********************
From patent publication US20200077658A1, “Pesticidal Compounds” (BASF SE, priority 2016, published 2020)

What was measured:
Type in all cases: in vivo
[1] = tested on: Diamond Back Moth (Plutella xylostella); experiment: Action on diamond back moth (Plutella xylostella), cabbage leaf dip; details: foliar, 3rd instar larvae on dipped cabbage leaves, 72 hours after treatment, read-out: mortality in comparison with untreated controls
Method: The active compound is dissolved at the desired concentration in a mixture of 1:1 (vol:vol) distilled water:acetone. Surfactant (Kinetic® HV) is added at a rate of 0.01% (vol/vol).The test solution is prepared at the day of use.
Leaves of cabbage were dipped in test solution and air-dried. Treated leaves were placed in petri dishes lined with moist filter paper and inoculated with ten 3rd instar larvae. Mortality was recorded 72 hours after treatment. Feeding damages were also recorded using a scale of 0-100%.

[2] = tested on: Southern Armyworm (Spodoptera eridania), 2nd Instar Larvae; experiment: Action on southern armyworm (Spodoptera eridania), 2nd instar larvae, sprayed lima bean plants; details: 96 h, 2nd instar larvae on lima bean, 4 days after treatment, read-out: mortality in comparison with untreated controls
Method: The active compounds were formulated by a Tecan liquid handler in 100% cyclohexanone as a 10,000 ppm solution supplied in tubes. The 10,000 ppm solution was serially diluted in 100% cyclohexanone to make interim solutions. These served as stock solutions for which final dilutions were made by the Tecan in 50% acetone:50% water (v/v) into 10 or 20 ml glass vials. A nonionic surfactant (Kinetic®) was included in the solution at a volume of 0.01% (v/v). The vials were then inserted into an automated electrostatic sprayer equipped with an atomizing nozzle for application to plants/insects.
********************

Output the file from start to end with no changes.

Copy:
From patent publication US20200077658A1, “Pesticidal Compounds” (BASF SE, priority 2016, published 2020)

What was measured:
Type in all cases: in vivo
[1] = tested on: Diamond Back Moth (Plutella xylostella); experiment: Action on diamond back moth (Plutella xylostella), cabbage leaf dip; details: foliar, 3rd instar larvae on dipped cabbage leaves, 72 hours after treatment, read-out: mortality in comparison with untreated controls
Method: The active compound is dissolved at the desired concentration in a mixture of 1:1 (vol:vol) distilled water:acetone. Surfactant (Kinetic® HV) is added at a rate of 0.01% (vol/vol).The test solution is prepared at the day of use.
Leaves of cabbage were dipped in test solution and air-dried. Treated leaves were placed in petri dishes lined with moist filter paper and inoculated with ten 3rd instar larvae. Mortality was recorded 72 hours after treatment. Feeding damages were also recorded using a scale of 0-100%.

[2] = tested on: Southern Armyworm (Spodoptera eridania), 2nd Instar Larvae; experiment: Action on southern armyworm (Spodoptera eridania), 2nd instar larvae, sprayed lima bean plants; details: 96 h, 2nd instar larvae on lima bean, 4 days after treatment, read-out: mortality in comparison with untreated controls
Method: The active compounds were formulated by a Tecan liquid handler in 100% cyclohexanone as a 10,000 ppm solution supplied in tubes. The 10,000 ppm solution was serially diluted in 100% cyclohexanone to make interim solutions. These served as stock solutions for which final dilutions were made by the Tecan in 50% acetone:50% water (v/v) into 10 or 20 ml glass vials. A nonionic surfactant (Kinetic®) was included in the solution at a volume of 0.01% (v/v). The vials were then inserted into an automated electrostatic sprayer equipped with an atomizing nozzle for application to plants/insects.